The insurance industry has welcomed an overhaul of compulsory third party insurance in New South Wales.
The New South Wales government announced the CTP changes this week which are aimed to make the system fairer and more affordable for consumers.
"We have the least affordable motor accident insurance scheme in the country, with Sydney passenger vehicle owners currently paying between $537 and $886 for their Green Slip," Minister for Innovation and Better Regulation, Victor Dominello, said.
"The no-fault scheme we are proposing has rehabilitation at its heart. Rather than waiting years for a lump sum settlement, the majority of injured road users will have access to benefits much faster.
"As a result of reduced scheme costs, we will see a much higher proportion of the premium dollar going to injured road users. The majority of NSW motorists can also expect to see a substantial reduction in their Green Slip premiums."
Proposals from the Government
introduce no fault compensation, which will see 7,000 road users annually protected compared to the current scheme.
The Insurance Council of Australia
backed the changes with CEO Rob Whelan stressing that the changes represent a “significant step towards making the CTP scheme fairer, more sustainable and more affordable for NSW road users.”
“Though key details are still to be determined, introducing defined benefits for most claimants would provide greater certainty for injured road users and insurers, speed up claims processing, and reduce administration, legal and medical costs,” Whelan continued.
“Switching to a no-fault scheme will prevent an estimated 7000 injured road users each year missing out on financial support, and eliminate the delays and expense caused by needing to determine fault for each claim.
“A focus on treatment and rehabilitation, rather than compensation, will not only benefit injured road users, it will remove many of the incentives for CTP fraud and exaggeration that are putting enormous cost pressures on the current scheme.”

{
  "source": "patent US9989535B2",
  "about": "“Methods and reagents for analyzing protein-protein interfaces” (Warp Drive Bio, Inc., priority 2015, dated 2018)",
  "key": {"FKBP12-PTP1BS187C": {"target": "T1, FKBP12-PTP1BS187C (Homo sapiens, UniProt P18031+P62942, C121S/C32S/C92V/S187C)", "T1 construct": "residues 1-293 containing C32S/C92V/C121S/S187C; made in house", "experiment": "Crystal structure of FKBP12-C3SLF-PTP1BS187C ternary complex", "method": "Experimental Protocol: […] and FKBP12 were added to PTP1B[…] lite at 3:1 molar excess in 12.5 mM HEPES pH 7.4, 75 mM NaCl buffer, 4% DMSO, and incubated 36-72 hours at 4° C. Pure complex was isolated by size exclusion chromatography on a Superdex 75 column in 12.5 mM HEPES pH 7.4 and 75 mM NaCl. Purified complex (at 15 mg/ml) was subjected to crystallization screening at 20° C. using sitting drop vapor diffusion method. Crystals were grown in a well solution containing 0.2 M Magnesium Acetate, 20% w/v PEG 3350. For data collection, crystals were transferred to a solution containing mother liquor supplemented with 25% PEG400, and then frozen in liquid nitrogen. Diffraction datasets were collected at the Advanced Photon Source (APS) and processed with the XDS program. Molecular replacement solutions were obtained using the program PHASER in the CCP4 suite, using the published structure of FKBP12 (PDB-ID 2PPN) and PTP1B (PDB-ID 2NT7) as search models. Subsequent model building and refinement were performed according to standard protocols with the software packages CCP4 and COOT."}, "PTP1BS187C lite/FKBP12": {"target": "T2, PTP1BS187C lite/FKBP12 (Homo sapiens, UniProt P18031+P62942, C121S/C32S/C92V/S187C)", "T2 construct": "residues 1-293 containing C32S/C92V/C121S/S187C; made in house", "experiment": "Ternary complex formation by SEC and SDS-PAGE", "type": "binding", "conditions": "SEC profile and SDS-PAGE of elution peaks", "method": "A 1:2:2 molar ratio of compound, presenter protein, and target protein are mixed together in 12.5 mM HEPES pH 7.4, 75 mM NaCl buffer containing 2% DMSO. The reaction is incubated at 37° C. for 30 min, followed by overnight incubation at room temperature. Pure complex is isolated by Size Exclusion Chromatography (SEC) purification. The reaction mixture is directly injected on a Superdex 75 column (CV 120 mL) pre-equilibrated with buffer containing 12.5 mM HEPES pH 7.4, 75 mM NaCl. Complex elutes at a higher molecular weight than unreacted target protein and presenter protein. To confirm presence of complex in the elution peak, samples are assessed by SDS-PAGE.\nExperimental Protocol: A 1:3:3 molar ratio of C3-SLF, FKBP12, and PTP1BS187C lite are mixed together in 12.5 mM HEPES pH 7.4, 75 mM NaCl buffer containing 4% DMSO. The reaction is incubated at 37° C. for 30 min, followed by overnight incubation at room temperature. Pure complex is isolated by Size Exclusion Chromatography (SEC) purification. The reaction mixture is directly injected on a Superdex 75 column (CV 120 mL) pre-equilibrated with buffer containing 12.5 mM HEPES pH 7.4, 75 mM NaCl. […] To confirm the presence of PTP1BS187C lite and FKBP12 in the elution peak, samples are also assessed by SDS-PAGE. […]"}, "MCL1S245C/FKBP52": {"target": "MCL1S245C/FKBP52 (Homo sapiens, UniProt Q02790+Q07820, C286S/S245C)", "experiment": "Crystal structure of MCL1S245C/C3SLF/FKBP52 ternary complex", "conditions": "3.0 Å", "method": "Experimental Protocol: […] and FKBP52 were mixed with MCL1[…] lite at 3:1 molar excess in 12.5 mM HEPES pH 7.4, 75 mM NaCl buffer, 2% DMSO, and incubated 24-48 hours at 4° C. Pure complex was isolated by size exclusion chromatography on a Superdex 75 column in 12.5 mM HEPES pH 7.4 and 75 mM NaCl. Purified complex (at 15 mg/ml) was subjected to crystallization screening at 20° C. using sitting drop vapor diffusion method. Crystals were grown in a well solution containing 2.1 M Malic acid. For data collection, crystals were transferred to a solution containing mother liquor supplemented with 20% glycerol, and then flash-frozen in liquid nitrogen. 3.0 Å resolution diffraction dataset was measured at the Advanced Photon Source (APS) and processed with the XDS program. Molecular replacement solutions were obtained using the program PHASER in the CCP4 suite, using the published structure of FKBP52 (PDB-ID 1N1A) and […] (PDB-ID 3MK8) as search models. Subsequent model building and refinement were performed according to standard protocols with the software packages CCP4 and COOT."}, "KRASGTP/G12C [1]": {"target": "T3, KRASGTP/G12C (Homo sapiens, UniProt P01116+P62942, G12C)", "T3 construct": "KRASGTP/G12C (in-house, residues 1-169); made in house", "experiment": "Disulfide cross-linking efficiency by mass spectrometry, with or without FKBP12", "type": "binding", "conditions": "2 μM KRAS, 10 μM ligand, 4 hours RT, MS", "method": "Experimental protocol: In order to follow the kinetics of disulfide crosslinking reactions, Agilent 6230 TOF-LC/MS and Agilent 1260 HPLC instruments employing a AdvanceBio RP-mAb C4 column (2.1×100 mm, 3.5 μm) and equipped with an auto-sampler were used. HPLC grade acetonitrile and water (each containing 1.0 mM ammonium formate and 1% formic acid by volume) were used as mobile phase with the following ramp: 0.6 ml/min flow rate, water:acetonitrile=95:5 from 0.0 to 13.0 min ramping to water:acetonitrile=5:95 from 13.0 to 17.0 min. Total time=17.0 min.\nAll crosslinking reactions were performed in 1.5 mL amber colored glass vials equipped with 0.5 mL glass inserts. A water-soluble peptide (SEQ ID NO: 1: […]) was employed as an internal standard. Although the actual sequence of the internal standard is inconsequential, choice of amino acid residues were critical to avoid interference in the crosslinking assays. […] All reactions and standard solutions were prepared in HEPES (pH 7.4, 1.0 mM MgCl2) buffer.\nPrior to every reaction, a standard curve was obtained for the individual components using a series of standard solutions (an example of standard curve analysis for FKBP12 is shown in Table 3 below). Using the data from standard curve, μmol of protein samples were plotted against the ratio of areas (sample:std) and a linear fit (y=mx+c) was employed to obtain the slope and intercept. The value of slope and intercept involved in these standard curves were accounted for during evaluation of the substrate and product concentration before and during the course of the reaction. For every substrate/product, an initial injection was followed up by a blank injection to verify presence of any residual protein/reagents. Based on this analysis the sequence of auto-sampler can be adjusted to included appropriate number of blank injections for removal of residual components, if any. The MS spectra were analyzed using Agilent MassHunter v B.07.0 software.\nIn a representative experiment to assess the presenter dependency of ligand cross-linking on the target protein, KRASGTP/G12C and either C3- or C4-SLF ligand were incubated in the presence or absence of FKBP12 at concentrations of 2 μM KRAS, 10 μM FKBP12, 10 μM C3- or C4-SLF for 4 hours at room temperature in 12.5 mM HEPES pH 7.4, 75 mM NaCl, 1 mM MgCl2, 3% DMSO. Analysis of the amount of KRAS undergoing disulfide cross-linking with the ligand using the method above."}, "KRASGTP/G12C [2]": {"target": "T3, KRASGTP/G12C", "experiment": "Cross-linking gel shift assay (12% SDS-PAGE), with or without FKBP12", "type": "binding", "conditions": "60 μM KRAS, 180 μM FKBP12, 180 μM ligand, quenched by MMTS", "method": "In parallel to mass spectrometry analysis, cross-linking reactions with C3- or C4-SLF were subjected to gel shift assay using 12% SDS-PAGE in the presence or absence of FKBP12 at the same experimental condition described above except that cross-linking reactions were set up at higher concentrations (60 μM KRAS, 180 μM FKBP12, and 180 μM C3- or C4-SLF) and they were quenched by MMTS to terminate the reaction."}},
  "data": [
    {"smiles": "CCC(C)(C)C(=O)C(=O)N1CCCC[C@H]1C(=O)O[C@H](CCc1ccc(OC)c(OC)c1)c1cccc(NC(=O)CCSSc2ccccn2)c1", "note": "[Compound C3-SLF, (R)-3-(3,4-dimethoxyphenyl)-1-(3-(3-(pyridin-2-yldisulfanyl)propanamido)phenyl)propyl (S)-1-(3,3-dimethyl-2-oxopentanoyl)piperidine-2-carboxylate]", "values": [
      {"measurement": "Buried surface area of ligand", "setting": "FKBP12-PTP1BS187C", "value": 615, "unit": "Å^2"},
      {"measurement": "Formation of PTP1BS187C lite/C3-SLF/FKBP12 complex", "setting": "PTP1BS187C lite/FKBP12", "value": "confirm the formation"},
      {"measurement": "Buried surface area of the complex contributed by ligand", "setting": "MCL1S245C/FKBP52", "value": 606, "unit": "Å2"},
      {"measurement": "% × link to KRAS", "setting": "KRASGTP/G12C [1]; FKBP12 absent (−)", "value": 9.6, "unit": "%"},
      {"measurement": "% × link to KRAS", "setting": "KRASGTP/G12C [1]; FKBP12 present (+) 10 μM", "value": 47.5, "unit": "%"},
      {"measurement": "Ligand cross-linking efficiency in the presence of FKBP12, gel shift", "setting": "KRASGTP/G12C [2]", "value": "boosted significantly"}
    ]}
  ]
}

Chief executive of Australian Consumer Division at IAG, Anthony Justice, said that the changes were long overdue and will help bring motorists more certainty.
“We’re continuing to talk with all of our stakeholders about the need for reform and ensure we have a scheme that puts people first and is designed to focus on prevention and recovery, rather than compensation,” Justice said.
“We look forward to working with the expert reference panel to ensure legislation is fair and sustainable for road users.”
Chris McHugh, EGM of Suncorp
’s personal injury portfolio and pricing, said that New South Wales motorists were the real winner with the proposed reform package as the changes to lump sum payments will help curb fraudulent claims.
“Importantly, this proposed reform expands the insurance coverage so that everyone injured on our roads is properly looked after, while also putting downward pressure on premiums,” McHugh said.
“The culture of lump-sum compensation will be transformed to a focus on rehabilitation and supporting people to recover from their injuries as quickly as possible.
“This will reduce fraudulent CTP claims that have been costing NSW motorists dearly.
“Reform of CTP insurance is not an easy task and the NSW Government
is to be commended for its leadership on this important issue.”
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